If dethatching doesn’t get rid of the thatch layer, core aerating is needed. By inserting small holes into the lawn’s surface, it allows the nutrients and water to reach the roots of the grass more easily.
If you have a smaller lawn, you may be able to aerate it yourself using the spike method. There are actual spiked shoes you can buy for this purpose. There are also tools specifically for spiking, or you can use a pitchfork to get the same results. To make it easier to penetrate the soil, schedule the work after a generous rainfall.
For larger yards, the best aerating solution is to use a plug aerator. You can buy or rent these to do it yourself or hire a professional lawn care company to do it for you. This tool inserts spikes into the soil, pulling cylinders of dirt from it. Just leave the cylinders on the lawn where they are; they will gradually return to the soil in time.
7. Spread fresh seed
Overseeding should always be considered after dethatching or aeration to have a lusher lawn in spring. This gives the fresh seed pockets where it can settle. If your lawn has some bare spots, you should give them special attention.
You can spread seed by hand or with a spreader. Make sure you water the seeded areas and keep them uniformly moist. Don’t worry if winter sets in before the seeds germinate. They will remain dormant during winter until optimal springtime conditions arrive.
Until then, minimize lawn foot traffic as much as possible, especially when conditions are wet.
8. Insulate plants root systems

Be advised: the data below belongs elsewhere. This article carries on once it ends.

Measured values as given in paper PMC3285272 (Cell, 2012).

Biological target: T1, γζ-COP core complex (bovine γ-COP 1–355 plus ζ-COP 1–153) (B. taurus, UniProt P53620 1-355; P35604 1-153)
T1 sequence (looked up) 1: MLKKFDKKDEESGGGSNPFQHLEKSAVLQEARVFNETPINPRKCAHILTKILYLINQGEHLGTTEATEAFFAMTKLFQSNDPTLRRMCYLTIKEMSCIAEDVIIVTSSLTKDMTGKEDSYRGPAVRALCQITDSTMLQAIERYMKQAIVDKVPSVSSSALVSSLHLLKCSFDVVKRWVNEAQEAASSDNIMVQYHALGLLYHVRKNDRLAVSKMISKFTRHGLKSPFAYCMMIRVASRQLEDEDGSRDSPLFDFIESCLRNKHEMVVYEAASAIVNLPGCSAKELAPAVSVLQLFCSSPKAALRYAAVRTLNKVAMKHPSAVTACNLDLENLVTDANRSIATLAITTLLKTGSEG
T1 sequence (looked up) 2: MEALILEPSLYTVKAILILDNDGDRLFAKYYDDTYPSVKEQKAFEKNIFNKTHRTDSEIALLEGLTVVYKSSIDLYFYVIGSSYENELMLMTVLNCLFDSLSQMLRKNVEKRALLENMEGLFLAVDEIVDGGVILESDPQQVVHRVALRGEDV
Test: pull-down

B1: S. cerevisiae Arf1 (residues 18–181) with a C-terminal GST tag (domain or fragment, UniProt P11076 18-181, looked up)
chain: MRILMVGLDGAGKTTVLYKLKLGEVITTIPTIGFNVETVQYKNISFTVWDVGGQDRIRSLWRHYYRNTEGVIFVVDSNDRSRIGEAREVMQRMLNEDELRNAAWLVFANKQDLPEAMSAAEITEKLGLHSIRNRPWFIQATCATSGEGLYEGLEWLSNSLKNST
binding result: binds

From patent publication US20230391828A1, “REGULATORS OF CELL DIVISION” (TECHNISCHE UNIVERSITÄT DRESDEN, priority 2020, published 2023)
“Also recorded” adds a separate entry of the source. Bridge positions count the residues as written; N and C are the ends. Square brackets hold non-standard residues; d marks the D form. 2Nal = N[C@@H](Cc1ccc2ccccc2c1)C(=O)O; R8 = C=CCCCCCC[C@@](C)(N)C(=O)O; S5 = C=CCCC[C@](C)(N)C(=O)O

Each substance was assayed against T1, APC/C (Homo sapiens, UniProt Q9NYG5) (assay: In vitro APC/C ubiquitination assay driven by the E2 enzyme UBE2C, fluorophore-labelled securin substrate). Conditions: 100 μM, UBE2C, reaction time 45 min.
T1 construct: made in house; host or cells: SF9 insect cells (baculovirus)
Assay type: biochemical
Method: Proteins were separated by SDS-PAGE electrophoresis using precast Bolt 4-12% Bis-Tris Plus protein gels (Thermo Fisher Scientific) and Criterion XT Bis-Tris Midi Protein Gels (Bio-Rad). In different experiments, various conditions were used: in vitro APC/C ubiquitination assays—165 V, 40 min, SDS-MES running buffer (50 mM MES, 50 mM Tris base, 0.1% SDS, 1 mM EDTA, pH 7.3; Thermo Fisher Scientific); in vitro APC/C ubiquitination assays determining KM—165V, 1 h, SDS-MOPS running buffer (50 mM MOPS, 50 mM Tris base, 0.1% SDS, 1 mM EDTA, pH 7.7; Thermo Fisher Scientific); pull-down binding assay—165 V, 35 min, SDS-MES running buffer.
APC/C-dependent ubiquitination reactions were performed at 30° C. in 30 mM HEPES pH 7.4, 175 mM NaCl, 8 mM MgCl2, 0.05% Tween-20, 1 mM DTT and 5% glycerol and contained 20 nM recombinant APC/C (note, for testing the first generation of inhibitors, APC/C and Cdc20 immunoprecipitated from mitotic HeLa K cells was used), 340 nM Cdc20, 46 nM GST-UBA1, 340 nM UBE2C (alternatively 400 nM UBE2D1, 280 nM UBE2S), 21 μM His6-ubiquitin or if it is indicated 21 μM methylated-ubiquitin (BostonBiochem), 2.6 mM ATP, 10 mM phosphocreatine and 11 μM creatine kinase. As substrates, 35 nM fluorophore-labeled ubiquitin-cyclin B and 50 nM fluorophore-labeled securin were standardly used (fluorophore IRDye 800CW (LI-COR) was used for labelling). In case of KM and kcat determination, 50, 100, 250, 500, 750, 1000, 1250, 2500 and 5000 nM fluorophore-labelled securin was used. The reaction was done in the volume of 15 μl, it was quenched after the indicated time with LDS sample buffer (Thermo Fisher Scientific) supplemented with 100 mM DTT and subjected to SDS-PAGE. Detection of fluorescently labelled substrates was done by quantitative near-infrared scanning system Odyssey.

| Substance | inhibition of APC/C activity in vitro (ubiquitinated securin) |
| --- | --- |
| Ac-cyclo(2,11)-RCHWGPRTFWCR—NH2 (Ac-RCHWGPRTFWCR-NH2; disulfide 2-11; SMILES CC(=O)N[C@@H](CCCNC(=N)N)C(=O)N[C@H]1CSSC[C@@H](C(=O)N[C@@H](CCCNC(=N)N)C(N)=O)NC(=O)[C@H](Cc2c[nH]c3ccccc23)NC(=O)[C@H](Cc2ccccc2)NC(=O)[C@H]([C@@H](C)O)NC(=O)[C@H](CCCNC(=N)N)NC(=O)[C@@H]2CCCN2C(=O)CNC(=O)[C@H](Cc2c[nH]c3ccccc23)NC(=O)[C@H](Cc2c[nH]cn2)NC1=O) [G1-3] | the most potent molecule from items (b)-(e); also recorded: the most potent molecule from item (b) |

Prevent perennial plants, shrubs, and trees from freezing and dying during the winter by applying a thick layer of mulch over the soil. It should be 3-4 inches deep, layered around the root area. Avoid piling the mulch against tree trunks; that can cause pest infestation, rot, and diseases.
9. Till the vegetable garden
After the final fall harvest is done, use a spade or rototiller to turn the soil. This is a good opportunity to add organic matter to the soil, typically the remnant vines and leaves are suitable.
This is also a good time to add lime to the soil if the PH levels are too acidic. Lime takes a few months to do its job, so taking this measure now ensures readiness for spring planting.
10. Tidy up perennials
Traditionally, perennial plants are pruned before the first frost occurred. This is to remove dead foliage and cut back the plants for a tidier look during the winter months. However, some people prefer to provide some food for wildlife by leaving seed heads and stalks intact. If this describes you, be sure to prune and trim the perennials in early spring before new growth appears.
If you choose to prune in the fall, make sure to cover the ground around the perennials with a light layer of mulch. If you wait until Spring to clean them up, typically isn’t necessary because the spent stalks and foliage should provide sufficient protection.
Get Professional Landscaping Help
Contact Proactive Landscaping for help with preparing your outside environment for winter survival. We have the knowledge, experience, and equipment to make sure your lawn and plants will be lush and healthy come springtime.